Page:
HASSO HERING

A perspective from Oregon’s mid-Willamette Valley

Council sells neighbors Hazelwood Park

Written September 22nd, 2021 by Hasso Hering

The future owners of Hazelwood Park (the five on the right) and some of their neighbors gathered at the park one day in early July.

Hazelwood Park will be sold to three families living next door for $120,000, the Albany City Council decided on Wednesday.

Theirs was the only offer after Creating Housing Coalition withdrew its offer of $350,000. The nonprofit plans to build a village of tiny houses for the homeless, and it realized that developing the 2.58-acre park site at 1999 Queen Ave S.W. would have cost too much.

The three families — the Schukows, the Pulvers, and Zeller-Bray — live on 17th Avenue adjacent to the north boundary of the little park. They plan to divide the property in three and add each segment to their yards, preserving the natural scenery including tall oaks, firs and other trees.

The families wowed the council with video presentations on how much the property meant to them, and how they and their children had used it and taken care of it over the years.

The vote to sell it to them was unanimous. Council members were impressed by the neighbors’ passion for the park. They also expressed their admiration for the gracious way the housing coalition had dealt with the families and bowed out of the purchase competition.

This is the first time I can remember — going back 40-some years — that the city of Albany has sold a developed —  albeit minimally developed — park.

Hazelwood is out of the way, at the western edge of the city, and gets little use by the public. Mayor Alex Johnson II said that before he went there to check it out, he had never known the park existed.

Albany’s master plan for parks said Hazelwood was not needed in 2006, and the recently updated version of that plan said the same thing. So the council declared the property surplus and put  it up for sale.

I would guess it will take a little while for the sale to close. So if you want to see Hazelwood Park before it becomes private property, better get out there soon. (hh)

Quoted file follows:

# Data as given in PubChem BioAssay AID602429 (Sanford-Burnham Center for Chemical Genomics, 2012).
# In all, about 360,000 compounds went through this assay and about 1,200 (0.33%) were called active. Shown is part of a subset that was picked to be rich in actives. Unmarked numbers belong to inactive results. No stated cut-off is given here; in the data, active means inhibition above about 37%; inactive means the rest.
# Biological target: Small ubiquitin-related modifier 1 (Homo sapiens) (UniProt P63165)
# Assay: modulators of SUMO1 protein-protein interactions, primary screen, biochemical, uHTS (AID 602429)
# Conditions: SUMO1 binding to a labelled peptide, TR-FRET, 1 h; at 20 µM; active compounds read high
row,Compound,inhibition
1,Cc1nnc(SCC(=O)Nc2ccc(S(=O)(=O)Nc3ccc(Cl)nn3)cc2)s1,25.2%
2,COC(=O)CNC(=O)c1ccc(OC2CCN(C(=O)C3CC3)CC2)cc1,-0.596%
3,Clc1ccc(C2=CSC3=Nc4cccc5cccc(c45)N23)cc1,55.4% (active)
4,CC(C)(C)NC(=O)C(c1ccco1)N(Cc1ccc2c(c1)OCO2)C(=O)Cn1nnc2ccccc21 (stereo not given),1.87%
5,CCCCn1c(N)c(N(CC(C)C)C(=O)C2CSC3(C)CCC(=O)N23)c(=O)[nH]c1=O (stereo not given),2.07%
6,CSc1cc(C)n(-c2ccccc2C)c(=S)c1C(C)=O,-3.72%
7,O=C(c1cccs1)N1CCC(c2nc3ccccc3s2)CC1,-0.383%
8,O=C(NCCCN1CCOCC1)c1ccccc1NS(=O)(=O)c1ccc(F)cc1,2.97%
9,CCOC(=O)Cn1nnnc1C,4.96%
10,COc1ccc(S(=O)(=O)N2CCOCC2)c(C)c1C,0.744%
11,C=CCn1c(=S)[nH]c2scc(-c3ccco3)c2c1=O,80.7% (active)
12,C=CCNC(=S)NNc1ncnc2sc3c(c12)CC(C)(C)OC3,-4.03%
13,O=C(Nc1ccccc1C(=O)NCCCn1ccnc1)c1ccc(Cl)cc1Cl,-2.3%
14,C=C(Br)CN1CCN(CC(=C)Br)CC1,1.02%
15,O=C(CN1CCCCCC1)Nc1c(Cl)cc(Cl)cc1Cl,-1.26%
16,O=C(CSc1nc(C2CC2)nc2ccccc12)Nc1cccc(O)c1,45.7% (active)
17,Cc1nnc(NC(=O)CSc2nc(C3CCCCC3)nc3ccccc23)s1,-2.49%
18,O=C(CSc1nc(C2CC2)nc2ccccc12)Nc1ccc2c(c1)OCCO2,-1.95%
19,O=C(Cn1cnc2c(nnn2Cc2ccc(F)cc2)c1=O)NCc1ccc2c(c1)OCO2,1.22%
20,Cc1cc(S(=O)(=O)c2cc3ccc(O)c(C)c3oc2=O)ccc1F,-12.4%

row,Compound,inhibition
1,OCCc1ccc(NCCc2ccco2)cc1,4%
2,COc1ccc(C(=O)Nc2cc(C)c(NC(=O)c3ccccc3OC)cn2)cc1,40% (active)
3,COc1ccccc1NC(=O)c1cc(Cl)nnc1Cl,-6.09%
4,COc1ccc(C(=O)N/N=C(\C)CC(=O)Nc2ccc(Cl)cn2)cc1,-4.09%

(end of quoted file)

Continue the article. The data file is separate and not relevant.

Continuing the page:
Looking at the wooded section of the park from the unpaved parking lot.

 





14 responses to “Council sells neighbors Hazelwood Park”

  1. Jim Engel says:

    Begs the question. Now that they own the whole enchilada would would then prevent them from “developing” it into home sites at a later date?? Place looks big enough for 2 – 3 park like home sites.

    • Lily says:

      Nothing would prevent them developing it, as with any property buyer. Similar to when buyers purchase other properties with nefarious intentions throughout the entire process but don’t disclose to sellers. I suppose time will tell.

      • Nicole says:

        You are both correct, however we have no plans to develop any homes. Our goal from the beginning was to save the trees from development. I cannot imagine living in my home without those trees behind my home. I completely understand your concerns and all I can say is we plan to clean up but actually taking care of the trees, weeds, and not just the open grass area.

  2. HowlingCicada says:

    Thank you, Lily and Jim, for saying exactly what has bothered me — I was too cowardly to start it. I realize that the electrical easements and nearby stuff have affected the property value, but I still think the price to be paid is far below fair market value. There doesn’t seem to have been a process to encourage other potential buyers.

    Could there be a conservation easement (or something like it) imposed by the City whereby additional development would require payment to the City to bring the total up to fair market value? That way the people buying it could have what they said they wanted at the price they offered.

    The reason I’m being seemingly negative is that I want a world that is fair to everyone possible, not just to those who have a “good story” and media savviness.

    • Bill Kapaun says:

      I totally believe you don’t understand. People that actually care about a piece of property and are willing to PAY PROPERTY TAXES on it VS somebody with their hand out begging.

      Why all the concern about what Albany does. Do you feel you have Corvallis screwed up enough????

      • HowlingCicada says:

        “””People that actually care about a piece of property and are willing to PAY PROPERTY TAXES on it VS somebody with their hand out begging.”””

        Where in my comment do I support “somebody with their hand out begging?” The tiny-house issue at this location is now moot. The time for trolling and bile is over.

        “””Why all the concern about what Albany does. Do you feel you have Corvallis screwed up enough????”””

        Because Corvallis is boring. Other than the fight over NIMBYism like in Albany, there’s no consequential politics here. (OK, I’m wrong, but it sounds good).